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What are the different types of psoriasis treatment?

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Treatment typesTopical treatmentsOral medicationsInjectablesLight therapyNatural optionsSummary
You can treat psoriasis with topical treatments, light therapy, oral medications, or injections. Your doctor can recommend the most effective treatment based on the severity of your condition.
Medically reviewed by Alexandra Perez, PharmD, MBA, BCGP
Updated on

Psoriasis is an autoimmune skin condition in which skin cells reproduce themselves too quickly and cause a buildup. If you have psoriasis, you may notice flaky patches on your skin that can form a scale-like appearance.

Our body typically replaces skin cells every 3–4 weeks, but in people with psoriasis, this usually happens in 3–7 days.

Treatment types

A person using hand moisturizer.
Catherine Falls Commercial/Getty Images

Psoriasis treatments aim to improve symptoms and discomfort. The recommended treatment depends on the severity of the condition and the area it affects.

Doctors divide psoriasis into treatment three categories:

  • topical, such as creams and ointments
  • systemic, including injections and oral medications
  • phototherapy

Your doctor can recommend the most effective treatment plan for your condition.

Topical treatments and side effects

Doctors usually recommend topical therapy for mild psoriasis. Topical treatments may include:

NameUsesSide effects
Anthralin• raised, scaly skin patches, known as plaques• skin irritation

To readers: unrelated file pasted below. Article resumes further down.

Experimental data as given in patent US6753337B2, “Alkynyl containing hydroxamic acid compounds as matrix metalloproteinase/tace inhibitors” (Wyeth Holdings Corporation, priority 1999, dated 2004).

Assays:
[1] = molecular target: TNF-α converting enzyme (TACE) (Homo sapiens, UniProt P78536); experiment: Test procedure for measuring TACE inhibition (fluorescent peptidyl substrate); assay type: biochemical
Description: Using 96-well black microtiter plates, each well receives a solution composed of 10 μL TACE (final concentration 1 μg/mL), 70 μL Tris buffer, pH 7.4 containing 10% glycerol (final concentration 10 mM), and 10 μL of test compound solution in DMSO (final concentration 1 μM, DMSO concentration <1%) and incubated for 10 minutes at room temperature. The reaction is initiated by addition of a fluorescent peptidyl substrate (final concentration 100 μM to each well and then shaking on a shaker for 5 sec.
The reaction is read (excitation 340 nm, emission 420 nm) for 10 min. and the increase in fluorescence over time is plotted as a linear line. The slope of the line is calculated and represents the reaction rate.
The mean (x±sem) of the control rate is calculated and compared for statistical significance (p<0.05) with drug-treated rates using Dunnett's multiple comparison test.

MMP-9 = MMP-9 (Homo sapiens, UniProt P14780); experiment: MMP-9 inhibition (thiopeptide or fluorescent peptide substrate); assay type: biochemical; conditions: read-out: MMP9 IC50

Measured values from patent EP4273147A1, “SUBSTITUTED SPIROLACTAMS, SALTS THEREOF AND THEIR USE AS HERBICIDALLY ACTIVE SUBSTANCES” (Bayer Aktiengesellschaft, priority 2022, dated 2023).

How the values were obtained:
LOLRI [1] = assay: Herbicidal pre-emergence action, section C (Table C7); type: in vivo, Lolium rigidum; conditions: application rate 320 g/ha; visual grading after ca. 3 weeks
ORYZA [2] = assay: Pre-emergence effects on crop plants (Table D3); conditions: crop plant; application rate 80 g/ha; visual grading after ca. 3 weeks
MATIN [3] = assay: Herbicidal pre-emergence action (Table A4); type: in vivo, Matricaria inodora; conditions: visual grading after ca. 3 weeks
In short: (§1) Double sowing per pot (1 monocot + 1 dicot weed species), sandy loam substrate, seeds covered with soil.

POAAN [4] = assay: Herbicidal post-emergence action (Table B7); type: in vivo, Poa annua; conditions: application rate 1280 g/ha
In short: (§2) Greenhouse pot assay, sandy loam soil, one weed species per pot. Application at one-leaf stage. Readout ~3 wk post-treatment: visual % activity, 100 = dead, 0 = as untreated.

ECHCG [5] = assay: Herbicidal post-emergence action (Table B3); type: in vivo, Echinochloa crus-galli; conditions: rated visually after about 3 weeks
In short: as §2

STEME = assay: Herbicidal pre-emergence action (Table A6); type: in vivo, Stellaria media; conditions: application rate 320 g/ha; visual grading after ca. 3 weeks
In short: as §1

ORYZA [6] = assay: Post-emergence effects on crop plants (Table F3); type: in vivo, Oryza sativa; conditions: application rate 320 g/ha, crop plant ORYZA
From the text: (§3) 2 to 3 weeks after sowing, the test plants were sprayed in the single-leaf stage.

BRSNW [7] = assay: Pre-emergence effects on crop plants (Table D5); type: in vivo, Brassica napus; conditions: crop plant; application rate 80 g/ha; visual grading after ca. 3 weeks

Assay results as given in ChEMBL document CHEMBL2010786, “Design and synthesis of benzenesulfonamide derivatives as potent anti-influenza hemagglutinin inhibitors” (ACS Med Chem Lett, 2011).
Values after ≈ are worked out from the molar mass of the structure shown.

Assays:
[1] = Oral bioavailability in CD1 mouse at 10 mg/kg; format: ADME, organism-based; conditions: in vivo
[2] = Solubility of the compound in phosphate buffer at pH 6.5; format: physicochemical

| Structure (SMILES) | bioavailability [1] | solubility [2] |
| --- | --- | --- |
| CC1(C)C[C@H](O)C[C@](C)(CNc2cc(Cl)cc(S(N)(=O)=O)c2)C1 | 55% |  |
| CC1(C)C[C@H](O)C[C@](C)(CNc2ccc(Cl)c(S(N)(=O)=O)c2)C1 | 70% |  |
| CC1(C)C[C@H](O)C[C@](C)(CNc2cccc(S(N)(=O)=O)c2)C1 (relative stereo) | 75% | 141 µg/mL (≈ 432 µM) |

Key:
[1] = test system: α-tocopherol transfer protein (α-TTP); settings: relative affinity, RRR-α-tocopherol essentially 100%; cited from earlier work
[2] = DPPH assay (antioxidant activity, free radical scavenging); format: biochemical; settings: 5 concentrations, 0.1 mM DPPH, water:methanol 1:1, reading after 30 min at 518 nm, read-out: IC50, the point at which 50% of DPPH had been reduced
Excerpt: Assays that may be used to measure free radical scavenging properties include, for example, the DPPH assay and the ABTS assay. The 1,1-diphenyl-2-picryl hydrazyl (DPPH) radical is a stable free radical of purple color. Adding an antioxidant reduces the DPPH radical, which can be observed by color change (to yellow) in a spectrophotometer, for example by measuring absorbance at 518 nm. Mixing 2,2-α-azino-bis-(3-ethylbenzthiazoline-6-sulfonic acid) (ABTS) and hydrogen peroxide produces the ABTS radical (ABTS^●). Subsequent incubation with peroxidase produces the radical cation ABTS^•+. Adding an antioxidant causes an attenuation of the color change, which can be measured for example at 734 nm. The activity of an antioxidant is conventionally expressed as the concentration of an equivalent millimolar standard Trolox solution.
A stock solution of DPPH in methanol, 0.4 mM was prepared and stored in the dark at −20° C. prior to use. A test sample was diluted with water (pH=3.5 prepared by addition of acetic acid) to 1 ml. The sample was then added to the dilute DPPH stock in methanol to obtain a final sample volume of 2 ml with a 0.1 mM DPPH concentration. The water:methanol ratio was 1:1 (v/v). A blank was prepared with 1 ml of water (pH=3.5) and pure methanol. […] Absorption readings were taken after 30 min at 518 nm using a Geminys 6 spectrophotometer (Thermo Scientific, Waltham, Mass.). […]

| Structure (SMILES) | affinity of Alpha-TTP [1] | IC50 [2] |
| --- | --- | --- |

• skin staining
Coal tar• plaque psoriasis
• itch
• difficult to treat palm and sole psoriasis
• can use with dressings
• doctors may use it alongside UVB light therapy
• skin staining
• skin odor
• irritation
• contact dermatitis
• stinging
• folliculitis
Salicylic acid• removes excess skin
• increases hydration

Doctors may also recommend using salicylic acid after phototherapy as it blocks UV light.
• systemic intoxication
• headaches
• nausea
• vomiting
• tinnitus
• burning sensation in mouth
Topical retinoids such as tazarotene• plaque psoriasis
• nail psoriasis

You should not use topical products such as tazarotene on sensitive areas like the face or genitals.
• localized irritation

Doctors advise against using tazarotene during pregnancy.
Topical corticosteroids• psoriasis management at all stages

The recommended strength depends on which area needs treatment and the severity.
• blood vessel dilation and rupture near the skin’s surface
• stretch marks
• hyperglycemia (long-term use only)
Vitamin D analogs (calcipotriene, calcitriol, tacalcitol)• nail psoriasis
• plaque psoriasis
• chronic plaque psoriasis
• localized irritation
• high calcium levels in blood (hypercalcemia)
• high calcium levels in urine (hypercalciuria)
• irregular calcium levels (parathyroid hormone suppression)

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Oral medications and side effects

If you have moderate or severe psoriasis, you may need additional or other medications. Oral medications include:

NameTypical useSide effects
methotrexate (Rheumatrex, Trexall)• typical starting dose 2.5 milligrams (mg) to 10 mg once per week
• slow increase up to 30 mg possible
• nausea
• gastrointestinal problems
• increased risk for infections
• liver symptoms with prolonged use
cyclosporine (Neoral, Gengraf, Cyclosporin Pro, or Sandimmune)• one capsule, taken at the same time each day
• doses can increase or decrease
• doctors may recommend only taking in the short term
• unusual skin sensations, including tingling, numbness, or needles
• headaches
• joint pain
• raised blood pressure
• muscle twitching
• unsuitable for people with kidney failure or during pregnancy
acitretin (Soriatane)• initial daily tablets of 25–50 mg